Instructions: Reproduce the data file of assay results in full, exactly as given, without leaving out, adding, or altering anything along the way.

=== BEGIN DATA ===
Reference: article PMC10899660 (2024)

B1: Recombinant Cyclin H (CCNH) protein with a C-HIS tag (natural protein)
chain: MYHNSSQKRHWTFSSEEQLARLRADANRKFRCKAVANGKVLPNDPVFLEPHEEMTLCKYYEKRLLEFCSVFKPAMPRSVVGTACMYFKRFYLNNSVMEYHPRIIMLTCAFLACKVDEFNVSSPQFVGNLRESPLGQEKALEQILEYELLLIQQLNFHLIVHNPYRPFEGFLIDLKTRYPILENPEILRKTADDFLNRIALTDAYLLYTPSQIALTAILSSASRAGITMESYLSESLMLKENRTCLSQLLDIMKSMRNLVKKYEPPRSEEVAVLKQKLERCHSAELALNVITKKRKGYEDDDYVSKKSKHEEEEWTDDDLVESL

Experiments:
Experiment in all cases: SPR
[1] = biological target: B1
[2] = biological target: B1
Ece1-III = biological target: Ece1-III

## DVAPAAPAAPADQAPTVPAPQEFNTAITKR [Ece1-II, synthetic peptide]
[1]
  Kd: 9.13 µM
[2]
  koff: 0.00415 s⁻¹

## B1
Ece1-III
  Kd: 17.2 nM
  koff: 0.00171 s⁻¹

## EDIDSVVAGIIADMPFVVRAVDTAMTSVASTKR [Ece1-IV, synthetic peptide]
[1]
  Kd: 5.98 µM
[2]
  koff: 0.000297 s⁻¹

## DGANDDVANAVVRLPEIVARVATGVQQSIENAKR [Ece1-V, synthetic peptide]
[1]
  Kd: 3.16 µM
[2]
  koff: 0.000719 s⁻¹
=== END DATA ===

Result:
Reference: article PMC10899660 (2024)

B1: Recombinant Cyclin H (CCNH) protein with a C-HIS tag (natural protein)
chain: MYHNSSQKRHWTFSSEEQLARLRADANRKFRCKAVANGKVLPNDPVFLEPHEEMTLCKYYEKRLLEFCSVFKPAMPRSVVGTACMYFKRFYLNNSVMEYHPRIIMLTCAFLACKVDEFNVSSPQFVGNLRESPLGQEKALEQILEYELLLIQQLNFHLIVHNPYRPFEGFLIDLKTRYPILENPEILRKTADDFLNRIALTDAYLLYTPSQIALTAILSSASRAGITMESYLSESLMLKENRTCLSQLLDIMKSMRNLVKKYEPPRSEEVAVLKQKLERCHSAELALNVITKKRKGYEDDDYVSKKSKHEEEEWTDDDLVESL

Experiments:
Experiment in all cases: SPR
[1] = biological target: B1
[2] = biological target: B1
Ece1-III = biological target: Ece1-III

## DVAPAAPAAPADQAPTVPAPQEFNTAITKR [Ece1-II, synthetic peptide]
[1]
  Kd: 9.13 µM
[2]
  koff: 0.00415 s⁻¹

## B1
Ece1-III
  Kd: 17.2 nM
  koff: 0.00171 s⁻¹

## EDIDSVVAGIIADMPFVVRAVDTAMTSVASTKR [Ece1-IV, synthetic peptide]
[1]
  Kd: 5.98 µM
[2]
  koff: 0.000297 s⁻¹

## DGANDDVANAVVRLPEIVARVATGVQQSIENAKR [Ece1-V, synthetic peptide]
[1]
  Kd: 3.16 µM
[2]
  koff: 0.000719 s⁻¹